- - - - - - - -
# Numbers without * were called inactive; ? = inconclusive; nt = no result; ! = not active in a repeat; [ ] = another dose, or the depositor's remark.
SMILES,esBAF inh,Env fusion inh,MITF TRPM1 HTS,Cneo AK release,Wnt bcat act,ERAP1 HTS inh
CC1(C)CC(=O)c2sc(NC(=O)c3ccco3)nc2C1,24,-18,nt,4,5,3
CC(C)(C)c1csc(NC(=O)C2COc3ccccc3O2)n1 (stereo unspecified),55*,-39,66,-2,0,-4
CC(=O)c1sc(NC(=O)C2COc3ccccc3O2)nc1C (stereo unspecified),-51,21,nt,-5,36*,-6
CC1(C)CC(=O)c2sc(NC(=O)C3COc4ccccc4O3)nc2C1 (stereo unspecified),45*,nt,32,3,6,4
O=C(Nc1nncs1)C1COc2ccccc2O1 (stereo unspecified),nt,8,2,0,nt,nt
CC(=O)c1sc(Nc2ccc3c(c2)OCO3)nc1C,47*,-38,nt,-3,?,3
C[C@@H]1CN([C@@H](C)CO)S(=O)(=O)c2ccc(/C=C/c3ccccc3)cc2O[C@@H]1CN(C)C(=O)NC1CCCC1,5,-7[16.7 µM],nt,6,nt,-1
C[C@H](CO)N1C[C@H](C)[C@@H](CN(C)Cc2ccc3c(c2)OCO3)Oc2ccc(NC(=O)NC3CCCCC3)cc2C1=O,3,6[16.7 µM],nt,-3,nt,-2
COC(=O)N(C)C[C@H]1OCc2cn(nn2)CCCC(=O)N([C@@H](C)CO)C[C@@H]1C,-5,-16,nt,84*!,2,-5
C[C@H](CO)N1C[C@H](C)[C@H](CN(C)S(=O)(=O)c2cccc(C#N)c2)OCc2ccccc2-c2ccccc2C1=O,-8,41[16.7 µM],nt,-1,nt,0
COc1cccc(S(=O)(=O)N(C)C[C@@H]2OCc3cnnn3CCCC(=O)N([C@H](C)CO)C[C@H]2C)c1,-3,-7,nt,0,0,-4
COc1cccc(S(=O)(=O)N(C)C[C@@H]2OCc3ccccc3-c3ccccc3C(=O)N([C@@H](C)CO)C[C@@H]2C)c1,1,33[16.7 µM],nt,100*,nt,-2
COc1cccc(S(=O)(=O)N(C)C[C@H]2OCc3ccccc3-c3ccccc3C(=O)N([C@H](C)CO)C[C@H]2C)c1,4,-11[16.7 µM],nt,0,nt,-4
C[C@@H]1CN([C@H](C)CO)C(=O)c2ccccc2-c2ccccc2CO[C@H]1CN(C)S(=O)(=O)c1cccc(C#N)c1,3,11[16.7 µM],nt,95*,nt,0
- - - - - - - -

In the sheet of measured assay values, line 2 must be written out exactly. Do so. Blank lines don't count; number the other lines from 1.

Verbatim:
SMILES,esBAF inh,Env fusion inh,MITF TRPM1 HTS,Cneo AK release,Wnt bcat act,ERAP1 HTS inh